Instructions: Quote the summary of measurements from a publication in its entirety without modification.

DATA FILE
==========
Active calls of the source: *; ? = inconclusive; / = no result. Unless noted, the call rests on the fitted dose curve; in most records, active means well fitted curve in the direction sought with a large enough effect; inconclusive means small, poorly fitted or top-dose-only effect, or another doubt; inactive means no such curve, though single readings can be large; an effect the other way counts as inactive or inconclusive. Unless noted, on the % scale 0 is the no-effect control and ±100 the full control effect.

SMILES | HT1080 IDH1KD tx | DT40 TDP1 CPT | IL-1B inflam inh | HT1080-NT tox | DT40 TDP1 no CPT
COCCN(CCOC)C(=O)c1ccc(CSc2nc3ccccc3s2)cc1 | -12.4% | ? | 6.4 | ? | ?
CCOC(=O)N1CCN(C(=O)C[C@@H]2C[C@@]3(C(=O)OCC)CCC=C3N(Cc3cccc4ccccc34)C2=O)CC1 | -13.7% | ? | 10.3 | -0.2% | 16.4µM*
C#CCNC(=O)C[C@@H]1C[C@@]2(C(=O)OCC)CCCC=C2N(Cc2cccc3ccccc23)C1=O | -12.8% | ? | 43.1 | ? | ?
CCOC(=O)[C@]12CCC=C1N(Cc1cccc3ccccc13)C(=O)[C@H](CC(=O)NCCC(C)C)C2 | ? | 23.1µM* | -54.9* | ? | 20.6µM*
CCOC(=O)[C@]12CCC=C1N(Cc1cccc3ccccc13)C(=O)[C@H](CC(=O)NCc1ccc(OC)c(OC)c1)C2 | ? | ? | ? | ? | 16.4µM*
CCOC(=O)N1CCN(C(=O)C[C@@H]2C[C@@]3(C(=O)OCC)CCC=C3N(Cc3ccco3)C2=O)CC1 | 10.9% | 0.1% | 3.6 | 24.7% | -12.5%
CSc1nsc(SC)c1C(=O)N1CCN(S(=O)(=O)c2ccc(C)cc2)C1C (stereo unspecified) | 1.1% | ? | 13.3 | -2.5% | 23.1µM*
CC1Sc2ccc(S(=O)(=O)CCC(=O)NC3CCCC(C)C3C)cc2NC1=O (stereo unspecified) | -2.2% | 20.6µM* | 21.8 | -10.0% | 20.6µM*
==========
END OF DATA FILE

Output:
Active calls of the source: *; ? = inconclusive; / = no result. Unless noted, the call rests on the fitted dose curve; in most records, active means well fitted curve in the direction sought with a large enough effect; inconclusive means small, poorly fitted or top-dose-only effect, or another doubt; inactive means no such curve, though single readings can be large; an effect the other way counts as inactive or inconclusive. Unless noted, on the % scale 0 is the no-effect control and ±100 the full control effect.

SMILES | HT1080 IDH1KD tx | DT40 TDP1 CPT | IL-1B inflam inh | HT1080-NT tox | DT40 TDP1 no CPT
COCCN(CCOC)C(=O)c1ccc(CSc2nc3ccccc3s2)cc1 | -12.4% | ? | 6.4 | ? | ?
CCOC(=O)N1CCN(C(=O)C[C@@H]2C[C@@]3(C(=O)OCC)CCC=C3N(Cc3cccc4ccccc34)C2=O)CC1 | -13.7% | ? | 10.3 | -0.2% | 16.4µM*
C#CCNC(=O)C[C@@H]1C[C@@]2(C(=O)OCC)CCCC=C2N(Cc2cccc3ccccc23)C1=O | -12.8% | ? | 43.1 | ? | ?
CCOC(=O)[C@]12CCC=C1N(Cc1cccc3ccccc13)C(=O)[C@H](CC(=O)NCCC(C)C)C2 | ? | 23.1µM* | -54.9* | ? | 20.6µM*
CCOC(=O)[C@]12CCC=C1N(Cc1cccc3ccccc13)C(=O)[C@H](CC(=O)NCc1ccc(OC)c(OC)c1)C2 | ? | ? | ? | ? | 16.4µM*
CCOC(=O)N1CCN(C(=O)C[C@@H]2C[C@@]3(C(=O)OCC)CCC=C3N(Cc3ccco3)C2=O)CC1 | 10.9% | 0.1% | 3.6 | 24.7% | -12.5%
CSc1nsc(SC)c1C(=O)N1CCN(S(=O)(=O)c2ccc(C)cc2)C1C (stereo unspecified) | 1.1% | ? | 13.3 | -2.5% | 23.1µM*
CC1Sc2ccc(S(=O)(=O)CCC(=O)NC3CCCC(C)C3C)cc2NC1=O (stereo unspecified) | -2.2% | 20.6µM* | 21.8 | -10.0% | 20.6µM*